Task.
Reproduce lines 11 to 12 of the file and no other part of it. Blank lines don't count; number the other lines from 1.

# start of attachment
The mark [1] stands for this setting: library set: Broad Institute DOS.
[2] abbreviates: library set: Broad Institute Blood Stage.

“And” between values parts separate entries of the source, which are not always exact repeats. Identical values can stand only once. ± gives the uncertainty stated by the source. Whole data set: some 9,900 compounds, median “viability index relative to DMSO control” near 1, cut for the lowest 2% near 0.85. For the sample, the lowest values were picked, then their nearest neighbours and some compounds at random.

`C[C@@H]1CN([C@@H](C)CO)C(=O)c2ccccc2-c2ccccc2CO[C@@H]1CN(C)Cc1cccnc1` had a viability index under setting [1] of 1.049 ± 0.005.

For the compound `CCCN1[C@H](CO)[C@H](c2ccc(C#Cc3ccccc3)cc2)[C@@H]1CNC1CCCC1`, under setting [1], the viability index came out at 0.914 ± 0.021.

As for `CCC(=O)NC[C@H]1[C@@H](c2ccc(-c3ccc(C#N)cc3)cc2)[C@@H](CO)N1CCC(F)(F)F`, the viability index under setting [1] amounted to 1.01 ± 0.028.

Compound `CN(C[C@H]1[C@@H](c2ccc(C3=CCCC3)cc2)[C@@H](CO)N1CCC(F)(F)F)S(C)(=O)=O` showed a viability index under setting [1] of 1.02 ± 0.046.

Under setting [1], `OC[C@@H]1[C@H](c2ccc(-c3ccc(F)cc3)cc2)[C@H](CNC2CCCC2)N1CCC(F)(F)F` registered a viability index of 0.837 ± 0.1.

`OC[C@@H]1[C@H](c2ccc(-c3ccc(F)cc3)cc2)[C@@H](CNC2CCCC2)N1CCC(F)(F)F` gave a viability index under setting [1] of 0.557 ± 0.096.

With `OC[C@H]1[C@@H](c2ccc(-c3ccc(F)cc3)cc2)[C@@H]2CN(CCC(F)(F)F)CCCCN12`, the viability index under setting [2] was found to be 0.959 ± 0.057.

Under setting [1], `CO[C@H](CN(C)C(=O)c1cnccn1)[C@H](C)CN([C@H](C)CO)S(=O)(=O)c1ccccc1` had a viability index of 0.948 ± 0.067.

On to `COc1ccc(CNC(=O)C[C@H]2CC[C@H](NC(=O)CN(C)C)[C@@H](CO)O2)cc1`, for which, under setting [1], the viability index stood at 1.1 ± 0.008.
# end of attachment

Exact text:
Under setting [1], `CO[C@H](CN(C)C(=O)c1cnccn1)[C@H](C)CN([C@H](C)CO)S(=O)(=O)c1ccccc1` had a viability index of 0.948 ± 0.067.

On to `COc1ccc(CNC(=O)C[C@H]2CC[C@H](NC(=O)CN(C)C)[C@@H](CO)O2)cc1`, for which, under setting [1], the viability index stood at 1.1 ± 0.008.